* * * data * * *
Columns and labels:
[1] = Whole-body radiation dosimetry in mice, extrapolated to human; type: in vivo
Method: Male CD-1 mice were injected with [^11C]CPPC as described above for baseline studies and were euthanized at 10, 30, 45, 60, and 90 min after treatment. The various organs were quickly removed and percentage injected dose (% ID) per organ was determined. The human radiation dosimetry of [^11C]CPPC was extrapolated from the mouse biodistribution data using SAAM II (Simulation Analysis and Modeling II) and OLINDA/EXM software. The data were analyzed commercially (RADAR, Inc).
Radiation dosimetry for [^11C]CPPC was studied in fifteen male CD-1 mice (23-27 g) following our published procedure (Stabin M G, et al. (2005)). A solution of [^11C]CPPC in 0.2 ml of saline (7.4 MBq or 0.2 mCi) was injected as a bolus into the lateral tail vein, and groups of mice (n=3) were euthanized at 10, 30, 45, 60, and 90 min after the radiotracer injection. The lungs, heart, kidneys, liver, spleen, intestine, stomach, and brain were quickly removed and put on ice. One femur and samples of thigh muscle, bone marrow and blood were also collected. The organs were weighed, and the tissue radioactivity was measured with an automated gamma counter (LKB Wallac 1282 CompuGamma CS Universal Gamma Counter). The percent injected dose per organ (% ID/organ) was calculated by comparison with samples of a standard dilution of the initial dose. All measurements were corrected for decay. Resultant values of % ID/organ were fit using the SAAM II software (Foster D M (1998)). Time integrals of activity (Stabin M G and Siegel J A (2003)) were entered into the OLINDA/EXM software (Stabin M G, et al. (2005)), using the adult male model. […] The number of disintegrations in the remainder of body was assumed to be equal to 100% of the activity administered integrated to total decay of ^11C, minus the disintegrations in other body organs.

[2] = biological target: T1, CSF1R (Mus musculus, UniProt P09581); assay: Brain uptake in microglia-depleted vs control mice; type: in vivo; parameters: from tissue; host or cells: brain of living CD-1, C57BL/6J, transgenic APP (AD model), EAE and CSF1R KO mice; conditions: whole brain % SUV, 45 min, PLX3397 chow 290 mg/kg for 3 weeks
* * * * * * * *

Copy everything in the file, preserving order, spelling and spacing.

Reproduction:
Columns and labels:
[1] = Whole-body radiation dosimetry in mice, extrapolated to human; type: in vivo
Method: Male CD-1 mice were injected with [^11C]CPPC as described above for baseline studies and were euthanized at 10, 30, 45, 60, and 90 min after treatment. The various organs were quickly removed and percentage injected dose (% ID) per organ was determined. The human radiation dosimetry of [^11C]CPPC was extrapolated from the mouse biodistribution data using SAAM II (Simulation Analysis and Modeling II) and OLINDA/EXM software. The data were analyzed commercially (RADAR, Inc).
Radiation dosimetry for [^11C]CPPC was studied in fifteen male CD-1 mice (23-27 g) following our published procedure (Stabin M G, et al. (2005)). A solution of [^11C]CPPC in 0.2 ml of saline (7.4 MBq or 0.2 mCi) was injected as a bolus into the lateral tail vein, and groups of mice (n=3) were euthanized at 10, 30, 45, 60, and 90 min after the radiotracer injection. The lungs, heart, kidneys, liver, spleen, intestine, stomach, and brain were quickly removed and put on ice. One femur and samples of thigh muscle, bone marrow and blood were also collected. The organs were weighed, and the tissue radioactivity was measured with an automated gamma counter (LKB Wallac 1282 CompuGamma CS Universal Gamma Counter). The percent injected dose per organ (% ID/organ) was calculated by comparison with samples of a standard dilution of the initial dose. All measurements were corrected for decay. Resultant values of % ID/organ were fit using the SAAM II software (Foster D M (1998)). Time integrals of activity (Stabin M G and Siegel J A (2003)) were entered into the OLINDA/EXM software (Stabin M G, et al. (2005)), using the adult male model. […] The number of disintegrations in the remainder of body was assumed to be equal to 100% of the activity administered integrated to total decay of ^11C, minus the disintegrations in other body organs.

[2] = biological target: T1, CSF1R (Mus musculus, UniProt P09581); assay: Brain uptake in microglia-depleted vs control mice; type: in vivo; parameters: from tissue; host or cells: brain of living CD-1, C57BL/6J, transgenic APP (AD model), EAE and CSF1R KO mice; conditions: whole brain % SUV, 45 min, PLX3397 chow 290 mg/kg for 3 weeks